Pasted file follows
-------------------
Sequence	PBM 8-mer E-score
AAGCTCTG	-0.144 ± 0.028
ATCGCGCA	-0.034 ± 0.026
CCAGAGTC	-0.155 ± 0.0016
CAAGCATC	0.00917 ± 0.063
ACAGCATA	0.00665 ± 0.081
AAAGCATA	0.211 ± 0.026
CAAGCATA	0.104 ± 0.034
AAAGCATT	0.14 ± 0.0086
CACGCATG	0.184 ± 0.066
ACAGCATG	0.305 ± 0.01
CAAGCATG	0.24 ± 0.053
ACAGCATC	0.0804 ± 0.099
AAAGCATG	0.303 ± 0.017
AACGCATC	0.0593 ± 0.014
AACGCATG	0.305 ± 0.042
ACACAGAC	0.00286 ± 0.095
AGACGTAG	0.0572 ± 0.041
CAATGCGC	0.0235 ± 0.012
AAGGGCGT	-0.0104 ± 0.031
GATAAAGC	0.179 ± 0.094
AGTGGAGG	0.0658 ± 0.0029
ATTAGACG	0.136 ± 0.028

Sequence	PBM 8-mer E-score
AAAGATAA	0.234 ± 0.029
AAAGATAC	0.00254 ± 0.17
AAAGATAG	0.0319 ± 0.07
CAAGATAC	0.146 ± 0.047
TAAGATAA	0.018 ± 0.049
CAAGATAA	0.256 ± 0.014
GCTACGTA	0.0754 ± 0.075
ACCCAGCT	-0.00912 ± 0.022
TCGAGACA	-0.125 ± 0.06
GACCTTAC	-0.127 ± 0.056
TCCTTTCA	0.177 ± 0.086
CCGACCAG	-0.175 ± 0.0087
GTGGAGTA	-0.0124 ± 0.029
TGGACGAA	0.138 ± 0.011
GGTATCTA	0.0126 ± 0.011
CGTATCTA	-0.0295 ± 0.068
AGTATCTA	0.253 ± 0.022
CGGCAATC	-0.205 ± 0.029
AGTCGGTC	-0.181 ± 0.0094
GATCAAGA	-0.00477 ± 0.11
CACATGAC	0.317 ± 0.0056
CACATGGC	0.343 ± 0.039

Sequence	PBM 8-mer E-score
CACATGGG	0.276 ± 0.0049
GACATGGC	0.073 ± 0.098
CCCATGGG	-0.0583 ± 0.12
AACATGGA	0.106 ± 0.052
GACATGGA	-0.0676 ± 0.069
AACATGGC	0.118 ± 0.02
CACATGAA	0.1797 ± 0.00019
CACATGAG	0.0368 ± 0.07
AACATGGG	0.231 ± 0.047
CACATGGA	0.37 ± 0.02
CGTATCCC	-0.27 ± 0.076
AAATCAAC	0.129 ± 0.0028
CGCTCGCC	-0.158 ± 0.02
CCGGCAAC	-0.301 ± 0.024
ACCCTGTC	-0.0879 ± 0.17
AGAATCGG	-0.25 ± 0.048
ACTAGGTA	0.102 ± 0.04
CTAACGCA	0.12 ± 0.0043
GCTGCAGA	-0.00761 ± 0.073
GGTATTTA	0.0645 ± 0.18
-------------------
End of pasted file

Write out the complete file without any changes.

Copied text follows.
Sequence	PBM 8-mer E-score
AAGCTCTG	-0.144 ± 0.028
ATCGCGCA	-0.034 ± 0.026
CCAGAGTC	-0.155 ± 0.0016
CAAGCATC	0.00917 ± 0.063
ACAGCATA	0.00665 ± 0.081
AAAGCATA	0.211 ± 0.026
CAAGCATA	0.104 ± 0.034
AAAGCATT	0.14 ± 0.0086
CACGCATG	0.184 ± 0.066
ACAGCATG	0.305 ± 0.01
CAAGCATG	0.24 ± 0.053
ACAGCATC	0.0804 ± 0.099
AAAGCATG	0.303 ± 0.017
AACGCATC	0.0593 ± 0.014
AACGCATG	0.305 ± 0.042
ACACAGAC	0.00286 ± 0.095
AGACGTAG	0.0572 ± 0.041
CAATGCGC	0.0235 ± 0.012
AAGGGCGT	-0.0104 ± 0.031
GATAAAGC	0.179 ± 0.094
AGTGGAGG	0.0658 ± 0.0029
ATTAGACG	0.136 ± 0.028

Sequence	PBM 8-mer E-score
AAAGATAA	0.234 ± 0.029
AAAGATAC	0.00254 ± 0.17
AAAGATAG	0.0319 ± 0.07
CAAGATAC	0.146 ± 0.047
TAAGATAA	0.018 ± 0.049
CAAGATAA	0.256 ± 0.014
GCTACGTA	0.0754 ± 0.075
ACCCAGCT	-0.00912 ± 0.022
TCGAGACA	-0.125 ± 0.06
GACCTTAC	-0.127 ± 0.056
TCCTTTCA	0.177 ± 0.086
CCGACCAG	-0.175 ± 0.0087
GTGGAGTA	-0.0124 ± 0.029
TGGACGAA	0.138 ± 0.011
GGTATCTA	0.0126 ± 0.011
CGTATCTA	-0.0295 ± 0.068
AGTATCTA	0.253 ± 0.022
CGGCAATC	-0.205 ± 0.029
AGTCGGTC	-0.181 ± 0.0094
GATCAAGA	-0.00477 ± 0.11
CACATGAC	0.317 ± 0.0056
CACATGGC	0.343 ± 0.039

Sequence	PBM 8-mer E-score
CACATGGG	0.276 ± 0.0049
GACATGGC	0.073 ± 0.098
CCCATGGG	-0.0583 ± 0.12
AACATGGA	0.106 ± 0.052
GACATGGA	-0.0676 ± 0.069
AACATGGC	0.118 ± 0.02
CACATGAA	0.1797 ± 0.00019
CACATGAG	0.0368 ± 0.07
AACATGGG	0.231 ± 0.047
CACATGGA	0.37 ± 0.02
CGTATCCC	-0.27 ± 0.076
AAATCAAC	0.129 ± 0.0028
CGCTCGCC	-0.158 ± 0.02
CCGGCAAC	-0.301 ± 0.024
ACCCTGTC	-0.0879 ± 0.17
AGAATCGG	-0.25 ± 0.048
ACTAGGTA	0.102 ± 0.04
CTAACGCA	0.12 ± 0.0043
GCTGCAGA	-0.00761 ± 0.073
GGTATTTA	0.0645 ± 0.18